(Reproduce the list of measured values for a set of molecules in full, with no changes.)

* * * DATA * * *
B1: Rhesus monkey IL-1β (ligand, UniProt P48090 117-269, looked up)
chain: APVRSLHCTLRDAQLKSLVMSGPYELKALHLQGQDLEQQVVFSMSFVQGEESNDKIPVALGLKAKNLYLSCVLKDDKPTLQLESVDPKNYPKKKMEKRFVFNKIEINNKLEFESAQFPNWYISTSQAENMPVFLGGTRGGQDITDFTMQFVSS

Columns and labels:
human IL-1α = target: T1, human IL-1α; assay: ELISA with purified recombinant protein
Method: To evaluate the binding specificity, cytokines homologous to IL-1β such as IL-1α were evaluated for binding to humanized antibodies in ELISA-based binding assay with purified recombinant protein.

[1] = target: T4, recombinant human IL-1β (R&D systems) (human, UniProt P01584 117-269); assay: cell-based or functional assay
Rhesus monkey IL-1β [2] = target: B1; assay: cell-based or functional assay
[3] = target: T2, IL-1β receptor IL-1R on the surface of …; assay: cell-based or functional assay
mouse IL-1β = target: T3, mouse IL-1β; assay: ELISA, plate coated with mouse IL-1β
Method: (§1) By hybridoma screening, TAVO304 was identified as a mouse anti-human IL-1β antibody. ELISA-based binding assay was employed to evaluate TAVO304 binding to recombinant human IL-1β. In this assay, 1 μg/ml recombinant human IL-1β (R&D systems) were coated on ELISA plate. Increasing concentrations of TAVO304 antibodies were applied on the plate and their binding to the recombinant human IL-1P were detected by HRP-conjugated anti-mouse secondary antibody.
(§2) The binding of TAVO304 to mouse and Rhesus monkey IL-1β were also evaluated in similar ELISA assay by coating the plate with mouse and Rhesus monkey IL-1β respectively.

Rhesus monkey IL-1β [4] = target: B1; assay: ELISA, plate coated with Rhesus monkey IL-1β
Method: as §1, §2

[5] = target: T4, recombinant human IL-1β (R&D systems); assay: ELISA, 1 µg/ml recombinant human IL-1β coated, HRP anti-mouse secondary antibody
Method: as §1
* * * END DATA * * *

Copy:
B1: Rhesus monkey IL-1β (ligand, UniProt P48090 117-269, looked up)
chain: APVRSLHCTLRDAQLKSLVMSGPYELKALHLQGQDLEQQVVFSMSFVQGEESNDKIPVALGLKAKNLYLSCVLKDDKPTLQLESVDPKNYPKKKMEKRFVFNKIEINNKLEFESAQFPNWYISTSQAENMPVFLGGTRGGQDITDFTMQFVSS

Columns and labels:
human IL-1α = target: T1, human IL-1α; assay: ELISA with purified recombinant protein
Method: To evaluate the binding specificity, cytokines homologous to IL-1β such as IL-1α were evaluated for binding to humanized antibodies in ELISA-based binding assay with purified recombinant protein.

[1] = target: T4, recombinant human IL-1β (R&D systems) (human, UniProt P01584 117-269); assay: cell-based or functional assay
Rhesus monkey IL-1β [2] = target: B1; assay: cell-based or functional assay
[3] = target: T2, IL-1β receptor IL-1R on the surface of …; assay: cell-based or functional assay
mouse IL-1β = target: T3, mouse IL-1β; assay: ELISA, plate coated with mouse IL-1β
Method: (§1) By hybridoma screening, TAVO304 was identified as a mouse anti-human IL-1β antibody. ELISA-based binding assay was employed to evaluate TAVO304 binding to recombinant human IL-1β. In this assay, 1 μg/ml recombinant human IL-1β (R&D systems) were coated on ELISA plate. Increasing concentrations of TAVO304 antibodies were applied on the plate and their binding to the recombinant human IL-1P were detected by HRP-conjugated anti-mouse secondary antibody.
(§2) The binding of TAVO304 to mouse and Rhesus monkey IL-1β were also evaluated in similar ELISA assay by coating the plate with mouse and Rhesus monkey IL-1β respectively.

Rhesus monkey IL-1β [4] = target: B1; assay: ELISA, plate coated with Rhesus monkey IL-1β
Method: as §1, §2

[5] = target: T4, recombinant human IL-1β (R&D systems); assay: ELISA, 1 µg/ml recombinant human IL-1β coated, HRP anti-mouse secondary antibody
Method: as §1